The same is true of chronic problems of underfunding in education, health and aged care. Not only has Labor offered little or nothing in the way of increased funding, it has actually let programs inherited from the previous government – such as increased access to mental health consultations – expire when temporary funding ran out.
Stand by for the oddly designed Stage 3 tax cut that will send middle earners backwards and give high earners thousands
The reason is straightforward. Labor went to the election promising to keep in place the lavish tax cuts for high-income Australians, due to hit wallets next year, as part of “Stage 3” of the tax cuts leglislated by the Morrison and Turnbull governments.
In the lead-up to the Coalition’s October 2022 budget, Chalmers floated the idea of scrapping or modifying the cuts, and gathered considerable support. But the idea was slapped down by his leader Anthony Albanese.
Solely because of those tax cuts, Australia’s public-debt-to-GDP ratio is projected to climb. And, despite his denunciations of neoliberalism, Chalmers is fully committed to the neoliberal dogma that public debt is an unsustainable burden, even when interest rates are below the rate of inflation.
Chalmers offers ‘values-based capitalism’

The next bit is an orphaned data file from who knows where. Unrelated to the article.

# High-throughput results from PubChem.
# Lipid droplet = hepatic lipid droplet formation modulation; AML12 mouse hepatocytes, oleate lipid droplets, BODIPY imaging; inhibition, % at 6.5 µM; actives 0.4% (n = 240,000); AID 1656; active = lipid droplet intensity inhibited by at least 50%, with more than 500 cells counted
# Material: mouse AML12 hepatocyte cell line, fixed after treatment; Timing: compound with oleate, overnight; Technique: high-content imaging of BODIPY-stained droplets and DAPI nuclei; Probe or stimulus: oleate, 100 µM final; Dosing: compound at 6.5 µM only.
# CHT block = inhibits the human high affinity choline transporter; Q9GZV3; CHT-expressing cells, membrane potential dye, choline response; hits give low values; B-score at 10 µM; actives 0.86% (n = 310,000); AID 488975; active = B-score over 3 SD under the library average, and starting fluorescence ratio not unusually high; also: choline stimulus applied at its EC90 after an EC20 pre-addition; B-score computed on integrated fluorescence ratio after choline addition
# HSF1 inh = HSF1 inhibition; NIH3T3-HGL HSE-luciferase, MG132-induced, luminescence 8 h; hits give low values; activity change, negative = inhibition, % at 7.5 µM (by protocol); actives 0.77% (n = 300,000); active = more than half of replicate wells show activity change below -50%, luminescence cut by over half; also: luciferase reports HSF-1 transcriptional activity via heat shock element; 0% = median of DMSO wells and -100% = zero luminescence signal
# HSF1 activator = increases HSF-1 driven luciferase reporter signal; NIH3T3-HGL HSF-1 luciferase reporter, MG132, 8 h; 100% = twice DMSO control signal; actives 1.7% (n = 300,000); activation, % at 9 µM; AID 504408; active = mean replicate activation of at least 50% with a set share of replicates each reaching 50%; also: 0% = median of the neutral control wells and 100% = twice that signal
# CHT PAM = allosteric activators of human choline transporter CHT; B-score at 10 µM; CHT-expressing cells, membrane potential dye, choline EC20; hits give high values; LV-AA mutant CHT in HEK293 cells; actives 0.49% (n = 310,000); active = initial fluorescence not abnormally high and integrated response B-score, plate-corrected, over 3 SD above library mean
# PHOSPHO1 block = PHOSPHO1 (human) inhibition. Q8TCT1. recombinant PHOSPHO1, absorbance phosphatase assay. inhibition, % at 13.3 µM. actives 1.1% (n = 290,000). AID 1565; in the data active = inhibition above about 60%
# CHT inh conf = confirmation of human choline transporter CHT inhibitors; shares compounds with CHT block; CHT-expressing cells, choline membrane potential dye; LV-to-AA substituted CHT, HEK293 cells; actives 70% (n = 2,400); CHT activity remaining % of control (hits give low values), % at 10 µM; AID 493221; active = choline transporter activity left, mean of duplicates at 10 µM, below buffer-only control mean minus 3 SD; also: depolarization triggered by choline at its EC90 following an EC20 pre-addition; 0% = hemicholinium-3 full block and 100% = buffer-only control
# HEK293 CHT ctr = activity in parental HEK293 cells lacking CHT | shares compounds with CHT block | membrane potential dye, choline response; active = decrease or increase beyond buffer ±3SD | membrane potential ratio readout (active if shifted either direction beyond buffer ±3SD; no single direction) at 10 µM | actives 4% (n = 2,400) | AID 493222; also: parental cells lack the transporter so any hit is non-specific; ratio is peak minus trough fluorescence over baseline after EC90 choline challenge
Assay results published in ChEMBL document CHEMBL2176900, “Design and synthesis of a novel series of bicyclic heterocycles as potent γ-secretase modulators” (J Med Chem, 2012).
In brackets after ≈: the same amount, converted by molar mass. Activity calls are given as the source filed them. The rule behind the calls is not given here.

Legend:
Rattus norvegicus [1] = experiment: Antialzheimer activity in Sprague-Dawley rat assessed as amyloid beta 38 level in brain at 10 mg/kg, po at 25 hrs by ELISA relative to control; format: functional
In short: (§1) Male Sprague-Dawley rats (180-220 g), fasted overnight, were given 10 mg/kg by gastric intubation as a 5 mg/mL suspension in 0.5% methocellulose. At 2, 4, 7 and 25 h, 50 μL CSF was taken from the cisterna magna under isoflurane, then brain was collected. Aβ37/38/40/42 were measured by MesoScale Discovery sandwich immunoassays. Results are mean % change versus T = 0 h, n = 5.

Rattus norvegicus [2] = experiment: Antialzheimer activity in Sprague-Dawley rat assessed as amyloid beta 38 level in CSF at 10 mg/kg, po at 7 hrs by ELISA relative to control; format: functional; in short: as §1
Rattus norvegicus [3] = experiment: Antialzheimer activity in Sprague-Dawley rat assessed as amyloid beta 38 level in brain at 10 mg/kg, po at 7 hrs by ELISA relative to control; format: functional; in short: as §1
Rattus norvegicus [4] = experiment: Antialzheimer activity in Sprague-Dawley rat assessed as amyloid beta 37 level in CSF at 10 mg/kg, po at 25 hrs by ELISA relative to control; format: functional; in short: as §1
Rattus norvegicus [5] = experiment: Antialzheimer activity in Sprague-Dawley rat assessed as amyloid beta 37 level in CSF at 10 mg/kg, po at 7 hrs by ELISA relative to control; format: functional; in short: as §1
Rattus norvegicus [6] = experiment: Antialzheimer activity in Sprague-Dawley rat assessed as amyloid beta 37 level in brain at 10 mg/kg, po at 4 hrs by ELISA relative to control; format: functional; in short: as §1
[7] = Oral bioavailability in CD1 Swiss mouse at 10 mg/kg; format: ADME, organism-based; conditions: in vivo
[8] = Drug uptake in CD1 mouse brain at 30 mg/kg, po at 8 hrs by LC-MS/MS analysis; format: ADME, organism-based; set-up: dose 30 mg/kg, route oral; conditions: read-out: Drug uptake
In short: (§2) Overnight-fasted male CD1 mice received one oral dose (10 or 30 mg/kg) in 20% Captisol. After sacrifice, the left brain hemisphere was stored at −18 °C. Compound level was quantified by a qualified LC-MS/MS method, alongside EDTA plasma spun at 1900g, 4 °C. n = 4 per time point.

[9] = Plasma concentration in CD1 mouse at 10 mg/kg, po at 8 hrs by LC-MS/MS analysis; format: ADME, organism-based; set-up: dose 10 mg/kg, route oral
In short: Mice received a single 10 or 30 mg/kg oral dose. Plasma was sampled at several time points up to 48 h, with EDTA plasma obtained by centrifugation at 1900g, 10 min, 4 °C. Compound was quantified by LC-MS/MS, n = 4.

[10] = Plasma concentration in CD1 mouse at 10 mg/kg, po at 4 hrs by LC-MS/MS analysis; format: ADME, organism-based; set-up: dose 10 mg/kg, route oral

Having ruled out both increased tax revenue and government debt as sources of finance, the government can do little to address Australia’s economic problems. And this brings us to the second part of Chalmers’ essay, on “values based capitalism”, which embodies the hope that we can pursue social goals with a combination of public initiative and private investment.
The explanation starts off reasonably well, with a focus on clean energy.
Given the reality of Australia’s largely privatised energy system, it is obvious that getting the right kinds of private investments is crucial. And with the most effective policy tool – a carbon price – ruled out, this necessarily entails a big role for bodies like the Clean Energy Finance Corporation and programs like Rewiring the Nation, which provide public finance for transmission projects.
But things go downhill when Chalmers turns to “impact investing”. He says:
across the social purpose economy, in areas such as aged care, education and disability, effective organisations with high-quality talent can offer decent returns and demonstrate a social dividend.
Surely he is aware that aged care is a disaster area, the subject of a Royal Commission, even before its failings were brutally exposed by COVID.
As for education, the disaster of VET-FEE Help, in which provide providers offered students inducements including free laptops to sign up for programs that loaded them with debt and provided little education, shows what can happen when investors want dividends, and aren’t too choosy about how they get them.